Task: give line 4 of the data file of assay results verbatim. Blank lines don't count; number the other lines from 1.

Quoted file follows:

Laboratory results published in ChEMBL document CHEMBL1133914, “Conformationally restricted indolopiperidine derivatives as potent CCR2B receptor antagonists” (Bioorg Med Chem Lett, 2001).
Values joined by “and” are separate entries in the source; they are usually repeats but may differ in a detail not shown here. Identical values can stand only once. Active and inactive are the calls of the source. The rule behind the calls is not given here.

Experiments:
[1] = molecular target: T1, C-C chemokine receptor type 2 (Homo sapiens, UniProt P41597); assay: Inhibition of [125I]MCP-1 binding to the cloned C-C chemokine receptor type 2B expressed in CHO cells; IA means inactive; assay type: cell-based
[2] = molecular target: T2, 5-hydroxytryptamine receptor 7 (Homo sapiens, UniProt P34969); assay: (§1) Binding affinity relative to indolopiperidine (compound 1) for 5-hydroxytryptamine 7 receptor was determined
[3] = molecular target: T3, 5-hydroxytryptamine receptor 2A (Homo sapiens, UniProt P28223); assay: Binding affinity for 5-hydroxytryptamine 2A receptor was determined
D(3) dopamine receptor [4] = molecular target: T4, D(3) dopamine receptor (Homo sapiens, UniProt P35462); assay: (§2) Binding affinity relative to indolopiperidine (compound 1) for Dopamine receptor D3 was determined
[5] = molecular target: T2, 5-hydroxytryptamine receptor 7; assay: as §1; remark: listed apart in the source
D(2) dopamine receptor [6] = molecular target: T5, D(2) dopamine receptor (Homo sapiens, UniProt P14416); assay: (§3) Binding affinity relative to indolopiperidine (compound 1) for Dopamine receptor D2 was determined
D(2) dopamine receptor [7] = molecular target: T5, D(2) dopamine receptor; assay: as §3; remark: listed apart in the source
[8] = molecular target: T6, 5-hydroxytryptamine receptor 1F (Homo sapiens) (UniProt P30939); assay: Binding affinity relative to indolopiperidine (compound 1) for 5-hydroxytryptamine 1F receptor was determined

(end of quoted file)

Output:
[1] = molecular target: T1, C-C chemokine receptor type 2 (Homo sapiens, UniProt P41597); assay: Inhibition of [125I]MCP-1 binding to the cloned C-C chemokine receptor type 2B expressed in CHO cells; IA means inactive; assay type: cell-based